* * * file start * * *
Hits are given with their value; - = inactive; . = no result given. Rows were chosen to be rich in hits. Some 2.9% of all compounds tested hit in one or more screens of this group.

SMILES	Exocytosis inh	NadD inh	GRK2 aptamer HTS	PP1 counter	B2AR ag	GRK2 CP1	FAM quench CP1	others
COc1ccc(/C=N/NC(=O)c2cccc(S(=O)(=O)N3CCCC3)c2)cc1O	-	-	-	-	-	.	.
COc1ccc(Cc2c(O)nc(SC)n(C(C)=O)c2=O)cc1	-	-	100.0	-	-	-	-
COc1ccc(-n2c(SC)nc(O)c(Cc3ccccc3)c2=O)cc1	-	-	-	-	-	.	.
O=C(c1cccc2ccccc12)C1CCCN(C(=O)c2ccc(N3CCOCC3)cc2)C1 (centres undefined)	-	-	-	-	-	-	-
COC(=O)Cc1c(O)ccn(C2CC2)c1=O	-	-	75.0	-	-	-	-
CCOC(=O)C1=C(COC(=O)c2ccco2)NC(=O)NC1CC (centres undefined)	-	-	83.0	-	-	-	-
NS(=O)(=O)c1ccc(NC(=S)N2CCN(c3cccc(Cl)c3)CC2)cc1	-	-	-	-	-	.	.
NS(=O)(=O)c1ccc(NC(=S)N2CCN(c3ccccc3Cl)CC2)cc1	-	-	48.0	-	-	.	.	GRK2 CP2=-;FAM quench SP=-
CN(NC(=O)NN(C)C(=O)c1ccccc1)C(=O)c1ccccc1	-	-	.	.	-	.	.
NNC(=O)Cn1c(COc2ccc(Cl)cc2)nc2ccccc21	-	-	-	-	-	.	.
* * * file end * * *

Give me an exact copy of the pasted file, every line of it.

Hits are given with their value; - = inactive; . = no result given. Rows were chosen to be rich in hits. Some 2.9% of all compounds tested hit in one or more screens of this group.

SMILES	Exocytosis inh	NadD inh	GRK2 aptamer HTS	PP1 counter	B2AR ag	GRK2 CP1	FAM quench CP1	others
COc1ccc(/C=N/NC(=O)c2cccc(S(=O)(=O)N3CCCC3)c2)cc1O	-	-	-	-	-	.	.
COc1ccc(Cc2c(O)nc(SC)n(C(C)=O)c2=O)cc1	-	-	100.0	-	-	-	-
COc1ccc(-n2c(SC)nc(O)c(Cc3ccccc3)c2=O)cc1	-	-	-	-	-	.	.
O=C(c1cccc2ccccc12)C1CCCN(C(=O)c2ccc(N3CCOCC3)cc2)C1 (centres undefined)	-	-	-	-	-	-	-
COC(=O)Cc1c(O)ccn(C2CC2)c1=O	-	-	75.0	-	-	-	-
CCOC(=O)C1=C(COC(=O)c2ccco2)NC(=O)NC1CC (centres undefined)	-	-	83.0	-	-	-	-
NS(=O)(=O)c1ccc(NC(=S)N2CCN(c3cccc(Cl)c3)CC2)cc1	-	-	-	-	-	.	.
NS(=O)(=O)c1ccc(NC(=S)N2CCN(c3ccccc3Cl)CC2)cc1	-	-	48.0	-	-	.	.	GRK2 CP2=-;FAM quench SP=-
CN(NC(=O)NN(C)C(=O)c1ccccc1)C(=O)c1ccccc1	-	-	.	.	-	.	.
NNC(=O)Cn1c(COc2ccc(Cl)cc2)nc2ccccc21	-	-	-	-	-	.	.